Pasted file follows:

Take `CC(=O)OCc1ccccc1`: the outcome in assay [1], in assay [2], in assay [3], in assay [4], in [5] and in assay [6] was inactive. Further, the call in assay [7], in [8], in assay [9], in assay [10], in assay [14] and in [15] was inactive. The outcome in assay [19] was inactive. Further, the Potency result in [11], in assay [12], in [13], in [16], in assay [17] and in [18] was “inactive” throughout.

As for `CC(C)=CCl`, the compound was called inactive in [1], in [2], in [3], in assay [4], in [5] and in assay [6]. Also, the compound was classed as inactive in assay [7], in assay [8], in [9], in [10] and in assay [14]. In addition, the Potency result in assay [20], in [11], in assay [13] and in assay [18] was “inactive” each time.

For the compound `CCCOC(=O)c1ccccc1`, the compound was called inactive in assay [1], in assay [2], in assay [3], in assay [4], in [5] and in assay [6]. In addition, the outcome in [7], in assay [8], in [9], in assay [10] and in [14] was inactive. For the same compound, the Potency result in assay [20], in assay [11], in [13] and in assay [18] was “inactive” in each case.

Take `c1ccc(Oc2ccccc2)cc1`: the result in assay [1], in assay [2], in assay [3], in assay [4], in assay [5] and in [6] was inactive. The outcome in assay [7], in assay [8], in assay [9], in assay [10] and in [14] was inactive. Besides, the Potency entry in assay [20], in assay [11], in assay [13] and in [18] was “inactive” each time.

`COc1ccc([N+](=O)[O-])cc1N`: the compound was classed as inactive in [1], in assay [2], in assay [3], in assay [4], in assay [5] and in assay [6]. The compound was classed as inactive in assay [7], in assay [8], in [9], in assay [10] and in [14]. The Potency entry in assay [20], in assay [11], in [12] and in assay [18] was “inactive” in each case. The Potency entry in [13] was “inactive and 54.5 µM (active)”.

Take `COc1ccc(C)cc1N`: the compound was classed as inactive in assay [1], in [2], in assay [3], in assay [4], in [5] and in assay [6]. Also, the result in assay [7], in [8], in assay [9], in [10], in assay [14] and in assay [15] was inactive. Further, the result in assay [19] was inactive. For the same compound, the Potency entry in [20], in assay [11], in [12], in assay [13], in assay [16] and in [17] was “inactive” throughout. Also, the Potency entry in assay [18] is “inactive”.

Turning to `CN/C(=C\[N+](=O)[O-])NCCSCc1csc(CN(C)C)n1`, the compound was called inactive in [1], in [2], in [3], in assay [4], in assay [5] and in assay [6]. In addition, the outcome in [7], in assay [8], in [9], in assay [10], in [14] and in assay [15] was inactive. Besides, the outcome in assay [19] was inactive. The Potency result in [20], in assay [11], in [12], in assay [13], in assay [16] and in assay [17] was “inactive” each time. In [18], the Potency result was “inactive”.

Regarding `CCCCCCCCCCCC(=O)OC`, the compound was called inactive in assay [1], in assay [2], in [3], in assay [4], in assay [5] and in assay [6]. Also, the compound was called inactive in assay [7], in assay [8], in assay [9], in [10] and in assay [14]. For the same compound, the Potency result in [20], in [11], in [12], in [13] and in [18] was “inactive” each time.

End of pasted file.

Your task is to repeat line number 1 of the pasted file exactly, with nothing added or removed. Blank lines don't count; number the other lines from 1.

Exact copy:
Take `CC(=O)OCc1ccccc1`: the outcome in assay [1], in assay [2], in assay [3], in assay [4], in [5] and in assay [6] was inactive. Further, the call in assay [7], in [8], in assay [9], in assay [10], in assay [14] and in [15] was inactive. The outcome in assay [19] was inactive. Further, the Potency result in [11], in assay [12], in [13], in [16], in assay [17] and in [18] was “inactive” throughout.